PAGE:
New global project will explore the teaching of classical languages in schools


A global interdisciplinary project involving researchers from two Humanities faculties will explore classical language education in Chinese, Greek, Latin and Sanskrit – including its potential to improve learning outcomes for disadvantaged students.

Dr Antonia Ruppel, Postdoctoral Researcher in the Faculty of Linguistics, Philology and Phonetics, and Dr Arlene Holmes-Henderson, Senior Research Fellow in Classics Education in the Faculty of Classics will collaborate with partners in Germany, Thailand, Singapore, China and Australia on ‘The Ancient Today’ project. This project has been funded by the Australian Research Council ($323,407) and will run until 2025.

The project aims to compare pedagogic aims and practices in four classical languages across times and cultures. It will also test the potential for classical language learning to boost educational outcomes for disadvantaged students in contrasting cultural and educational contexts.

Dr Holmes-Henderson, said: “I am delighted to be collaborating with researchers in Germany, Thailand, Singapore, China and Australia to further our shared understanding of ancient languages education in policy and practice. By funding ‘The Ancient Today’ project, the Australian Research Council has made an important investment in Classics education research.”

Dr Ruppel said: "I have taught ancient languages at university and school level as well as online for almost 20 years, and have a long-standing interest in how these languages have traditionally been taught in Europe and North America. My role in the project is to add a perspective in Sanskrit instruction in the West."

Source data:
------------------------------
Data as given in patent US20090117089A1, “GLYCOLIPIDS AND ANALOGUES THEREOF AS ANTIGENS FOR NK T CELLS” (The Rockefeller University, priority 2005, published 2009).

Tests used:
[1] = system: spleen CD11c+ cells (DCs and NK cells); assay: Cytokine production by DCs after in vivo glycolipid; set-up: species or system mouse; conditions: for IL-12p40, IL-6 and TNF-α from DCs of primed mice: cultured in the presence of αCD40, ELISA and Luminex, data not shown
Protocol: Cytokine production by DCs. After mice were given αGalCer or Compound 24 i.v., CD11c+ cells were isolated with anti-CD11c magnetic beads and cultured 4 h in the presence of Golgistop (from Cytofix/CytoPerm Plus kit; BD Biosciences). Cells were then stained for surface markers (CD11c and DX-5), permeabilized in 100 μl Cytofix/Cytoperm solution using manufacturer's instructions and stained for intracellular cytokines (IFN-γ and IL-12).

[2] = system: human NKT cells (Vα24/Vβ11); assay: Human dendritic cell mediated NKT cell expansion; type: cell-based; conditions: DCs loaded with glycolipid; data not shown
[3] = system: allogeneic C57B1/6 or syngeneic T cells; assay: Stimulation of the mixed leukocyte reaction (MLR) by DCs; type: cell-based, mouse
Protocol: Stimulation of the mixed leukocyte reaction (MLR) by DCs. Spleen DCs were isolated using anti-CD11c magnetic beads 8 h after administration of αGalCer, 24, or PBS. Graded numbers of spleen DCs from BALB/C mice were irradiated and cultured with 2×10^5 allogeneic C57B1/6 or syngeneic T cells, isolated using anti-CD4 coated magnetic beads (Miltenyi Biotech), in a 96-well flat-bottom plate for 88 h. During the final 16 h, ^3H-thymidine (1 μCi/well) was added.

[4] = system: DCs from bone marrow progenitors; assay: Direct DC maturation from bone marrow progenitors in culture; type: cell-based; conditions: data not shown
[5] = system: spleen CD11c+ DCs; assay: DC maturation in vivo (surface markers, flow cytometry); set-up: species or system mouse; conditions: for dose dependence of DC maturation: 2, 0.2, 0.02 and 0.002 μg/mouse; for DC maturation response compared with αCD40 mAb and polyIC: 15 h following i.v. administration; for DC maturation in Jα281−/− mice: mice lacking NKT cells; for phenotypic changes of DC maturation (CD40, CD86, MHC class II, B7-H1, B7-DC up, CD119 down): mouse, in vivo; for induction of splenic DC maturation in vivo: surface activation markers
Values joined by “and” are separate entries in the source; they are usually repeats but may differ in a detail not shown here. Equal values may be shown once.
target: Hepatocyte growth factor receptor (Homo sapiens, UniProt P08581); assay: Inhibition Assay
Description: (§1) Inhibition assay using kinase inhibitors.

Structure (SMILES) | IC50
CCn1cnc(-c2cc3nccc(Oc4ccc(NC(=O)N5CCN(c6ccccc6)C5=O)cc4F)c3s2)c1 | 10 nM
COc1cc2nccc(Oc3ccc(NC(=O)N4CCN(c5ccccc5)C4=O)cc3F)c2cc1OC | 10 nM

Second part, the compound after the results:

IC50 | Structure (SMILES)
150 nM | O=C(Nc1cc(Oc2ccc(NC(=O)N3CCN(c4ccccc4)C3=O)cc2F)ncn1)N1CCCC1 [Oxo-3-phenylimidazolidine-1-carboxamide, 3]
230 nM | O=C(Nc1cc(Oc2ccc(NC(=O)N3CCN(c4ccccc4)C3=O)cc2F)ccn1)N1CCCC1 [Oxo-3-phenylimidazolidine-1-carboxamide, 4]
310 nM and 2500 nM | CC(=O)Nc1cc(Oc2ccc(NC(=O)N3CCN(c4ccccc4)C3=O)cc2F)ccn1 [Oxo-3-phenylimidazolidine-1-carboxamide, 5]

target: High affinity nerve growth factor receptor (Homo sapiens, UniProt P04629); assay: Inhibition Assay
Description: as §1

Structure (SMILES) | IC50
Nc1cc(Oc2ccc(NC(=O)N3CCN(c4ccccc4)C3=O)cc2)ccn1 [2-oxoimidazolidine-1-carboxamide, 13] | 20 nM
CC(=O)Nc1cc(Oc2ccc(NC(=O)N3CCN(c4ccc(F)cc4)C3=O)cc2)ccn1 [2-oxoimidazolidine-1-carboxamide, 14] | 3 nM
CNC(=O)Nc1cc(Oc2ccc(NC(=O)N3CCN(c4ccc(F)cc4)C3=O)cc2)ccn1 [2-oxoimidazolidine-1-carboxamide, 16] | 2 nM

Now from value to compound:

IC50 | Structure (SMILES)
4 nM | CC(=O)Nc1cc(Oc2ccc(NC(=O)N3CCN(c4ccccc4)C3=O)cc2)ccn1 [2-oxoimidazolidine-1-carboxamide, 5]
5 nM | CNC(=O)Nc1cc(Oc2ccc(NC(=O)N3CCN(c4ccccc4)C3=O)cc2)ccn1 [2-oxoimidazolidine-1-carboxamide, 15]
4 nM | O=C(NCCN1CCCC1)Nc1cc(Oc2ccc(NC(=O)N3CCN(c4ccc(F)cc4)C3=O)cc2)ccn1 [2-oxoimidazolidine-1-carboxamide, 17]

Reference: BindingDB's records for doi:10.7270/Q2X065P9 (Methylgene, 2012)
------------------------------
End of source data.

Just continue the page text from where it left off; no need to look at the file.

The Ancient Today aims to draw attention to how widely ancient languages are taught in schools throughout the world, and the benefits this brings to learners. The methods for teaching ancient languages will be evaluated in fieldwork to be carried out in China and Italy.

The project’s outputs will comprise books, scholarly articles, briefings for policymakers in Australia and the UK, and training for PhD students. The researchers hope that, by bringing together international communities involved in the teaching and learning of ancient languages, the project will provide a model for further research and policy engagement in the Humanities. Dr Holmes-Henderson has previously undertaken award-winning research which sheds light on the impact of classical language education which fed into the policy and practice of language teaching in the UK.

Public engagement is also a priority for The Ancient Today project, and everyone can follow the regular updates posted on Twitter at @AncientToday and @drarlenehh

The project is led by Professor Yasmin Haskell at the University of Western Australia who is working collaboratively with Australian-based research partners Professor Joe Lo Bianco at the University of Melbourne and Dr Michael Champion at the Australian Catholic University.

Photograph: Ancient and (restored) modern sections of an amphitheatre in Pula, Croatia, taken by Dr Holmes-Henderson.